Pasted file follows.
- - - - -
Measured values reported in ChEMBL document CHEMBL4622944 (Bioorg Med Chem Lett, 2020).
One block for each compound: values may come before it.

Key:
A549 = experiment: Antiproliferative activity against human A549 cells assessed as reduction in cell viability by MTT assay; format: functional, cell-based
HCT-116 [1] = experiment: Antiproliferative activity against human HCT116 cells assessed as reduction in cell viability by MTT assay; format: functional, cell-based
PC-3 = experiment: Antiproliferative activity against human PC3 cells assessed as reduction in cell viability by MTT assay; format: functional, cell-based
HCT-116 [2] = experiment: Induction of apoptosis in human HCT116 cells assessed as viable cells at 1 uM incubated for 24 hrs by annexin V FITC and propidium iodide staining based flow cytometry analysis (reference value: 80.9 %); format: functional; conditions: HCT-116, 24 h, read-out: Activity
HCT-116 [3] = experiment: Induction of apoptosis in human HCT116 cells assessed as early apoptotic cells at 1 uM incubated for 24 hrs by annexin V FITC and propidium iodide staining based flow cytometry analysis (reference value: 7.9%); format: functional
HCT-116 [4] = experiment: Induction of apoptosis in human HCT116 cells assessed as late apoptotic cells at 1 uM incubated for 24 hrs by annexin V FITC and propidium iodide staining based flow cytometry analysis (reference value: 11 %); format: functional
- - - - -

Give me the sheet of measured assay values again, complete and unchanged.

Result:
Measured values reported in ChEMBL document CHEMBL4622944 (Bioorg Med Chem Lett, 2020).
One block for each compound: values may come before it.

Key:
A549 = experiment: Antiproliferative activity against human A549 cells assessed as reduction in cell viability by MTT assay; format: functional, cell-based
HCT-116 [1] = experiment: Antiproliferative activity against human HCT116 cells assessed as reduction in cell viability by MTT assay; format: functional, cell-based
PC-3 = experiment: Antiproliferative activity against human PC3 cells assessed as reduction in cell viability by MTT assay; format: functional, cell-based
HCT-116 [2] = experiment: Induction of apoptosis in human HCT116 cells assessed as viable cells at 1 uM incubated for 24 hrs by annexin V FITC and propidium iodide staining based flow cytometry analysis (reference value: 80.9 %); format: functional; conditions: HCT-116, 24 h, read-out: Activity
HCT-116 [3] = experiment: Induction of apoptosis in human HCT116 cells assessed as early apoptotic cells at 1 uM incubated for 24 hrs by annexin V FITC and propidium iodide staining based flow cytometry analysis (reference value: 7.9%); format: functional
HCT-116 [4] = experiment: Induction of apoptosis in human HCT116 cells assessed as late apoptotic cells at 1 uM incubated for 24 hrs by annexin V FITC and propidium iodide staining based flow cytometry analysis (reference value: 11 %); format: functional